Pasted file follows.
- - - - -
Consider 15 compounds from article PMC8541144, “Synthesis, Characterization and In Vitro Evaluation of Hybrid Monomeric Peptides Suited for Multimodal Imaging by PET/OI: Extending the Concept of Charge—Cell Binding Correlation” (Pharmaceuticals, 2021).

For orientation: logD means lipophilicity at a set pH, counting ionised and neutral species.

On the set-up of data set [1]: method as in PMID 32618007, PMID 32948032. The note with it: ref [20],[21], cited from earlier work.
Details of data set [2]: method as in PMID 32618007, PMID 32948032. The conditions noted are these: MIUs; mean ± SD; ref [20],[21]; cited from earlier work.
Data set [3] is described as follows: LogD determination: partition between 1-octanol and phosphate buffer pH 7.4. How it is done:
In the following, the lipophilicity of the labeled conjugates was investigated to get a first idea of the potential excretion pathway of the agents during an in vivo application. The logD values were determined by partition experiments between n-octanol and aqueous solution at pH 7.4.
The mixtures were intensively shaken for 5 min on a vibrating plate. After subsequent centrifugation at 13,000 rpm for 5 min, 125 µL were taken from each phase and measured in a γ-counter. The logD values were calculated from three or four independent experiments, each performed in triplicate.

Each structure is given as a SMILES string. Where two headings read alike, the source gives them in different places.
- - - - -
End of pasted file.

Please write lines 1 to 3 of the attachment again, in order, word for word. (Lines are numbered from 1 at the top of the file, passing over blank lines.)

Consider 15 compounds from article PMC8541144, “Synthesis, Characterization and In Vitro Evaluation of Hybrid Monomeric Peptides Suited for Multimodal Imaging by PET/OI: Extending the Concept of Charge—Cell Binding Correlation” (Pharmaceuticals, 2021).

For orientation: logD means lipophilicity at a set pH, counting ionised and neutral species.

On the set-up of data set [1]: method as in PMID 32618007, PMID 32948032. The note with it: ref [20],[21], cited from earlier work.